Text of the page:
But she also wants to raise awareness to “make life better in general” for people with disabilities using navigation apps.

Belinda has not received a response from Google or Citymapper, but I understand that Google is aware of the petition and the issue it raises. Google declined to comment and I have contacted Citymapper but have not received a response.

Google Maps does provide information about how accessible its locations are, and also allows users to fill in accessibility features themselves via an amenities checklist for places that are missing that information. But it doesn’t provide accessible walking routes.

“There’s no reason that they couldn’t take it that bit further and include wheelchair accessible routes,” says Matt McCann, the founder of Access Earth, an online service and app that aims to be the Google Maps for people with disabilities. “When I first started Access Earth, I always thought this is something Google should be doing, and I was always surprised they haven’t done it. And that’s the next logical step.”

McCann began crowdsourcing information for Access Earth in 2013, when he booked a hotel in London that was supposed to be wheelchair-friendly – but turned out not to be accessible for his rollator, which he uses due to having cerebral palsy.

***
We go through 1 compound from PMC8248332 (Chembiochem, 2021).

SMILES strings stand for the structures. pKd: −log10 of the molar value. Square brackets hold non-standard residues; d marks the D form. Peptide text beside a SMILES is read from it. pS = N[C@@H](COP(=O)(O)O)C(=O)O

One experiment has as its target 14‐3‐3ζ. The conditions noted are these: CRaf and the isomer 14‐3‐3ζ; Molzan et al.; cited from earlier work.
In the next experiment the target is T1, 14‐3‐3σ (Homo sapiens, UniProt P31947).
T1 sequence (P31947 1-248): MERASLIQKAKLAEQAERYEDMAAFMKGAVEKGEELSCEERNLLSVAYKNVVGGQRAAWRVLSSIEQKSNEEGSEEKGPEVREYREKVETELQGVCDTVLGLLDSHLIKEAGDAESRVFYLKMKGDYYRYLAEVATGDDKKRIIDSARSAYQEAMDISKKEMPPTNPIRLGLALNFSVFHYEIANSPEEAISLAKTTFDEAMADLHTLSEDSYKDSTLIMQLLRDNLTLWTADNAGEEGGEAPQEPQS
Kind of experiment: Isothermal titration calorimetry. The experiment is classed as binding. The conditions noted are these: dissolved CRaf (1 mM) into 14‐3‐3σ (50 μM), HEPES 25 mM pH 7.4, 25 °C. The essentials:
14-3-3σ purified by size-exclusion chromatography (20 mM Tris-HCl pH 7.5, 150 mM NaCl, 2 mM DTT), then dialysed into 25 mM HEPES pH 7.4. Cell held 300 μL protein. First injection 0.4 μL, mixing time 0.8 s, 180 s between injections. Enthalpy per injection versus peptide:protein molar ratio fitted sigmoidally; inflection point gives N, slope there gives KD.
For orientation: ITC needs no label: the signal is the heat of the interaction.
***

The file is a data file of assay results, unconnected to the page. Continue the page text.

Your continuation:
Based in Dublin, McCann says Google Maps has often sent him on pedestrian routes down cobbled streets, which are unsuitable for his rollator. “That’s another level of detail; to know whether the footpaths are pedestrian-friendly, but also if they’re wheelchair-friendly as well in terms of the surface,” he notes. “And that was the main problem that I had in my experience [of using walking routes].”

Access Earth, which includes bespoke accessibility information for locations around the world, aims to introduce accessible routes once the project has received enough funding. “The goal is to encompass all aspects of a route and trip,” he says. Other services such as Wheelmap and Euan's Guide also crowdsource information to provide access-friendly maps.

So how long will it take for more established tech companies like Google to clear the obstacles stopping Mary Bradley and millions like her using everyday services to get around?

“You can use them for public transport, to drive, you can use them if you’re an able-bodied person on foot,” she says. “But there are loads of us who are completely excluded now.”

Sign Belinda Bradley’s “Create Wheelchair Friendly Routes on Google Maps" here.

Anoosh Chakelian is senior writer at the New Statesman.